Federal judge throws out Chase lawsuit against state Senate
Ruling says both clerk and senators have absolute legislative immunity
A federal judge tossed out state Sen. Amanda Chase’s civil rights lawsuit against the Virginia State Senate, in which she attempted to get her January censure removed from the public record.
Judge Robert E. Payne of the U.S. District Court in the Eastern District of Virginia ruled Thursday that the legislative body and Senate Clerk Susan Clarke Schaar, both named as defendants, are eligible for “absolute legislative immunity” and dismissed the suit with prejudice.
Chase, R-Chesterfield, sued the Senate in February, days after she was censured in a 24-9 bipartisan vote for several actions over the past two years, including participating in a pro-Trump rally in Washington, D.C., on Jan. 6, hours before supporters of the former president violently breached the U.S. Capitol.
Represented by attorney Tim Anderson of Virginia Beach, Chase said the Senate violated her First Amendment right to freedom of speech and the Equal Protection Clause in the 14th Amendment. The suit sought to force Schaar to expunge the record of an earlier version of the censure, which argued that Chase engaged in “fomenting insurrection,” and an injunction to prevent the clerk from publishing the censure resolution in the official Senate journal.
Solicitor General Toby J. Heytens of the state attorney general’s office argued in a February brief seeking dismissal of the suit that both Schaar and the Senate were immune from the suit under sovereign immunity, a tenet of Virginia law that in essence protects the state from civil lawsuits.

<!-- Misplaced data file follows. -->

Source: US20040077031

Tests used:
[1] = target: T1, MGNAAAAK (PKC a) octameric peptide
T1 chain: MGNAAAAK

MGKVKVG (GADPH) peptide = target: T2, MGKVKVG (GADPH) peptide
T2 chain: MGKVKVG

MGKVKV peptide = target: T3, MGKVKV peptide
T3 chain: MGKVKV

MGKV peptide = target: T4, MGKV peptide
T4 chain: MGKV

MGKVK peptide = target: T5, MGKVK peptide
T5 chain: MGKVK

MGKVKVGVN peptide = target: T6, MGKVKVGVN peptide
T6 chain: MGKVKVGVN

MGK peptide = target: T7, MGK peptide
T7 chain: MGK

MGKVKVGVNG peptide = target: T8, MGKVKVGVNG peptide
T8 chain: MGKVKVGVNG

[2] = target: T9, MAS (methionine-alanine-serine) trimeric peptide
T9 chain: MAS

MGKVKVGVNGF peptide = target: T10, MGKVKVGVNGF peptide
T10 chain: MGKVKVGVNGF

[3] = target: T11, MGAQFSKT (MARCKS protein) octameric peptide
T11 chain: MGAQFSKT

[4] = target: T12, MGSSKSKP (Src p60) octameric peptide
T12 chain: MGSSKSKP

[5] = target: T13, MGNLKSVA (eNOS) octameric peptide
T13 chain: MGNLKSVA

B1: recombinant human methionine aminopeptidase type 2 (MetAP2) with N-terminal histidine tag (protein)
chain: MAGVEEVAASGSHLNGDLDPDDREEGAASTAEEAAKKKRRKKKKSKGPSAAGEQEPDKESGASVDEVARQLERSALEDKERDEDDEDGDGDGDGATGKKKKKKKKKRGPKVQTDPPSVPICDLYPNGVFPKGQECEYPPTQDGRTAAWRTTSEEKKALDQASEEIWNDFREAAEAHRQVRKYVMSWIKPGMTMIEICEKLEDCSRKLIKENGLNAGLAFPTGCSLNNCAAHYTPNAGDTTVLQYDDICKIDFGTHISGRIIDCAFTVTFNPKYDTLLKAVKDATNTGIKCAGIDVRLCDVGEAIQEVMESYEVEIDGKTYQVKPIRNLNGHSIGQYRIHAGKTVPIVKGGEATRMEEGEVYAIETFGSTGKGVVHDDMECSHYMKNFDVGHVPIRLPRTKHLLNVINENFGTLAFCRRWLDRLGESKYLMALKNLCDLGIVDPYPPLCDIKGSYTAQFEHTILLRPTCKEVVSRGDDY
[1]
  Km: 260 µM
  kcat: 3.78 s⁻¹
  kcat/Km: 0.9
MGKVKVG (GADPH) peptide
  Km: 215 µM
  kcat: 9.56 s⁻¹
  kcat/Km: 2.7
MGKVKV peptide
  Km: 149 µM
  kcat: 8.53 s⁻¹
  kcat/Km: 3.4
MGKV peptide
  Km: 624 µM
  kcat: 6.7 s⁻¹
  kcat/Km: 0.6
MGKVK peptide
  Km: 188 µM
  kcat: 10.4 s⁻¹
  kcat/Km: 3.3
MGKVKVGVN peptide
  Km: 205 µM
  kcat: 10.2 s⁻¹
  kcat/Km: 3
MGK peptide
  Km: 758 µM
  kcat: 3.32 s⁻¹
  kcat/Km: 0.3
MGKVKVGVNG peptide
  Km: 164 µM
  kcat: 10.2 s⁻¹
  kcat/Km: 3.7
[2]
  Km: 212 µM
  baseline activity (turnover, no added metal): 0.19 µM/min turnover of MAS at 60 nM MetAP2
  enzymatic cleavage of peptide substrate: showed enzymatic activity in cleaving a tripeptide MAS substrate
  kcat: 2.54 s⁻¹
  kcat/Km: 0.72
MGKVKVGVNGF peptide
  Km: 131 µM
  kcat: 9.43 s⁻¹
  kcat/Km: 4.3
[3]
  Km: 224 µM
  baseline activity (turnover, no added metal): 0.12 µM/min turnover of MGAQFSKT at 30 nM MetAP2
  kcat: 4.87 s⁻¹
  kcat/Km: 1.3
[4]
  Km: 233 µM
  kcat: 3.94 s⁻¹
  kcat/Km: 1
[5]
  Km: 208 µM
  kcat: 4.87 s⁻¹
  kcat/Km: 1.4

Payne agreed in his opinion released Thursday, and bypassed a discussion of “motives of the individual legislators,” because the censure was a “core legislative act” and Chase did not prove that individual senators — not named in the suit — had acted “so far outside ‘the bounds of legislative power’ that the state senators should not be able to claim absolute legislative immunity.”
In a statement, members of the Virginia Senate Democratic Caucus, which voted for Chase’s censure alleging her “failure to uphold her oath of office, misuse of office and conduct unbecoming of a senator” with three Republicans joining them, applauded the decision.
“Sen. Chase’s claims were outlandish and contradictory to her own words,” the statement said. “For a senator who said she would ‘wear the censure as a badge of honor’ to then claim mental anguish is a two-faced attempt to do what is politically expedient instead of what is morally right. Sen. Chase also sought to completely remove any record of the censure from Senate records, which would constitute censorship, while she falsely claims she has been censored by her colleagues.
“As senators, we hold ourselves to a high standard because we are leaders and role models in our community. Sen. Chase’s lawsuit was just another occurrence in her pattern of disrespectful and disorderly behavior, and we are glad to see her contrived complaints be thrown out of court.”
Chase was the first Virginia senator to be censured since 1987, when Norfolk Democrat Peter Balabas was sanctioned for not disclosing a conflict of interest. Although censure doesn’t carry any other penalties in Virginia, Chase is last in seniority in Senate despite having represented Chesterfield County since 2016, and she earlier had been stripped of committee assignments after leaving the Senate Republican Caucus in 2019.
Earlier this week, Chase lost the Republican convention vote for the party’s gubernatorial nomination, coming in third behind nominee Glenn Youngkin and entrepreneur Pete Snyder, but she has left the door open for a possible independent run.
In a Facebook post Friday, Chase did not refer to the ruling but said she plans to “be back on the grid Monday” after a beach vacation and thanked her campaign’s supporters. Her attorney did not immediately respond to a request for comment on the judge’s ruling Thursday.